BAM! Goes ‘BRAIN’ – Updates on the US Brain Mapping Project


Snippet of the Whitehouse Brain Initiative infographic. Click to see in full.

I’m a bit miffed that it’s been only a couple of days and my last post, Perspectives on the NEW Decade of the Brain is already out of date. But really it’s only due to a name change.

Today, “Brain” or Brain Research Through Advancing Innovative Neurotechnologies was officially announced along with a shiny new infographic website in the place of the previous BAM working title (Brain Activity Map). BAM was pretty catchy, whereas now I think it sounds like they first came up with the idea of calling it the acronym ‘brain’, then inserted appropriate sounding words.

In his speech on the initiative, President Obama speaks generally about the importance of investment in science, naming, you guessed it, the $141 return for every dollar invested in the Human Genome Project. He begins talking about the Brain Initiative about 6 minutes in.

Obama talks big about America’s dynamism of doing things before everyone else. We will just have to wait and see what comes from this and the European lead Human Brain Project.

Ideas are what power our economy…that’s what America’s been all about….people who see what nobody else sees, sooner than anybody else sees it. We do innovation better than anybody else.

The President also mentions some of the heavily researched disorders: Alzheimer’s, Parkinson’s, epilepsy, even ‘reversing’ traumatic brain injury and PTSD for “our veterans who are coming home” (nicely done).

$100 million of funding for the fiscal year of 2014 will be spread across 3 organisations: $40 million from the National Institutes of Health, $50 million from the Defense Advanced Research Projects Agency (Darpa), and $20 million from the National Science Foundation, as well as working with researchers in the private sector.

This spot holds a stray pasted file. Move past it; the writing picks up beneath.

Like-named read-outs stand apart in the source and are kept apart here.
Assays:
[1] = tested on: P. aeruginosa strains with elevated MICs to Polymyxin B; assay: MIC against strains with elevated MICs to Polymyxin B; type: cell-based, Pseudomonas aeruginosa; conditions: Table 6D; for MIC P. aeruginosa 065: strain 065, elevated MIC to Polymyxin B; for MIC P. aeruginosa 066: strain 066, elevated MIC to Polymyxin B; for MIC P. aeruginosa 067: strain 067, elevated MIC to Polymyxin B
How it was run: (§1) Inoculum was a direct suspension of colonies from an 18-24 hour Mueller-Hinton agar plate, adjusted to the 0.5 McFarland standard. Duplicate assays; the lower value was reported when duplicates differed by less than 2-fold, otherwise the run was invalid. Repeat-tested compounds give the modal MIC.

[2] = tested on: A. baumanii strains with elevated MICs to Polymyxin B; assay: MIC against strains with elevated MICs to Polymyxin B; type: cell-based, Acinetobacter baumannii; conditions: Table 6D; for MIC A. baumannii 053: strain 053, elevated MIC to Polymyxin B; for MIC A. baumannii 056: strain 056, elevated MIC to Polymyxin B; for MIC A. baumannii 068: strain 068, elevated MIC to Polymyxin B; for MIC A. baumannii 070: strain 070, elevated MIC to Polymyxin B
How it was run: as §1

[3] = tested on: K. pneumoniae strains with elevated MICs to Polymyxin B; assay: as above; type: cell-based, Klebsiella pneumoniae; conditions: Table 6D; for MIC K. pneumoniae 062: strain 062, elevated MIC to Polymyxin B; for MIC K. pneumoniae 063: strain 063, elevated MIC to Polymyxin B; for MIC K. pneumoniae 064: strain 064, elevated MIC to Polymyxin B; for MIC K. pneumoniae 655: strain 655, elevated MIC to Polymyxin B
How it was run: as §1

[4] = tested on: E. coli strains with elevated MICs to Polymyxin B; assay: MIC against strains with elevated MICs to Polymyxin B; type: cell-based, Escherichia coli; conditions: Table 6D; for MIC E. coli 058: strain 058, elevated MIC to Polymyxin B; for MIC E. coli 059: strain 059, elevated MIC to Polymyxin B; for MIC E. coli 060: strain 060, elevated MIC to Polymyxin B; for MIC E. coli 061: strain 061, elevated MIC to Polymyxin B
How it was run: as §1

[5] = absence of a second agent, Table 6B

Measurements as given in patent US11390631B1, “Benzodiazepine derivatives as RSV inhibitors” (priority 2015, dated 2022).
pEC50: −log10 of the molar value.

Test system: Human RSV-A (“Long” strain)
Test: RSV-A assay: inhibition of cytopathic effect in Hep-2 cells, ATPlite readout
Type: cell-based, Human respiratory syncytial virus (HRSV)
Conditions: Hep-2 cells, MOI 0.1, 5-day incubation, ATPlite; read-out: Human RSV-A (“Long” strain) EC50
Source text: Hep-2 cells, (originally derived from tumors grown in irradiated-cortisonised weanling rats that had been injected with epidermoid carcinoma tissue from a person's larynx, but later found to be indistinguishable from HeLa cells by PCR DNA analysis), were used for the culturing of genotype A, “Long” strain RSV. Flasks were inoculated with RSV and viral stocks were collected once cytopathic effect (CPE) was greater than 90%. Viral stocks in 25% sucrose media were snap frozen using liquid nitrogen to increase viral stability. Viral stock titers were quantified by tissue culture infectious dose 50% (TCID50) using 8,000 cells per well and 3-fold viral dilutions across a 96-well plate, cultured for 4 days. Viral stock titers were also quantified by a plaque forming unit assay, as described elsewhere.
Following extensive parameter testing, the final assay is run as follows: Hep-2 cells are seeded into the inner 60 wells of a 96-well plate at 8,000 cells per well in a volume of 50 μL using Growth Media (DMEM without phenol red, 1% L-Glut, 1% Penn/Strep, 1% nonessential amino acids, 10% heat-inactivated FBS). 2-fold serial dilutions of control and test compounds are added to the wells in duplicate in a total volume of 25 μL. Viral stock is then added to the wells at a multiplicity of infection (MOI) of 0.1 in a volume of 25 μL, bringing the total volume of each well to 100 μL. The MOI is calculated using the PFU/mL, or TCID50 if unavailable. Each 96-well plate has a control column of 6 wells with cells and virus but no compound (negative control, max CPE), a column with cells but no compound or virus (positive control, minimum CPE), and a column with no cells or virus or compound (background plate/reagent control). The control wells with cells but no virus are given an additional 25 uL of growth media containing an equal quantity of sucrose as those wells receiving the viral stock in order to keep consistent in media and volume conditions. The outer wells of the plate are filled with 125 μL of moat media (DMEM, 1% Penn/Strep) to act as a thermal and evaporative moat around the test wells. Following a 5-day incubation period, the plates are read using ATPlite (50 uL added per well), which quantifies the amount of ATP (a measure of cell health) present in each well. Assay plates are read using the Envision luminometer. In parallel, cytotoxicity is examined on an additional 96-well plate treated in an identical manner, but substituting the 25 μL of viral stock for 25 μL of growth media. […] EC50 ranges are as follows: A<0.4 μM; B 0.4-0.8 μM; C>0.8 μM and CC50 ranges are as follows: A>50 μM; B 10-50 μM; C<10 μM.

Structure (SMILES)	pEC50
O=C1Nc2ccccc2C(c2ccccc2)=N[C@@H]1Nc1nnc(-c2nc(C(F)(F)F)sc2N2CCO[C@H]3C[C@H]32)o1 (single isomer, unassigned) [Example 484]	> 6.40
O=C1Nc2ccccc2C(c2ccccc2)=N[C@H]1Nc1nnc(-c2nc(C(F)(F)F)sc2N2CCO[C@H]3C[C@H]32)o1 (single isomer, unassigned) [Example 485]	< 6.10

Despite the official press release, there’s no additional information to be found on plans for how the project will be carried out. All we know is that a plan will be made:

NIH is establishing a high level working group of the Advisory Committee to the NIH Director (ACD) to help shape this new initiative. This working group, co-chaired by Dr. Cornelia “Cori” Bargmann (The Rockefeller University) and Dr. William Newsome (Stanford University), is being asked to articulate the scientific goals of the BRAIN initiative and develop a multi-year scientific plan for achieving these goals, including timetables, milestones, and cost estimates.

So while the initiative is still ironing out the details of their goals, at least there’s some established funding to get it going. But the HBP can’t  let today be all about the US Brain Initiative…here they are on twitter showing ‘innovative’ America what’s what:



Perspectives on the NEW Decade of the Brain

Brain Activity Map vs. Human Brain Project. America vs. Europe.

The Cortical Crusades. (Image from The New Yorker)

I, like the neuroscience community, can’t wait to see what will come from the race to gaining ‘complete comprehension’ of the brain’s neural workings. So I’ve compiled several sources and opinions on the proposed projects to try to understand what research will take place, and where we think it’ll lead.

The race began last month when Obama announced a decade long brain mapping scheme which certainly appears to be challenging the recently launched European lead Human Brain Project (HBP) to a neuroscience duel; the American Brain Activity Map see the HBP’s €1 billion investment, and raises its to $3 billion. The goals of these initiatives are to “examine the workings of the human brain and build a comprehensive map of its activity” [1] and “to reverse-engineer the human brain in computers” [2], respectively, and both in the space of a decade.

This injection of capital in neuroscientific research sounds familiar. In the ’90s a ‘Decade of the Brain’ was declared by George Bush, with an aim “to enhance public awareness of the benefits to be derived from brain research” [3]. What can we expect this time around?  Continue reading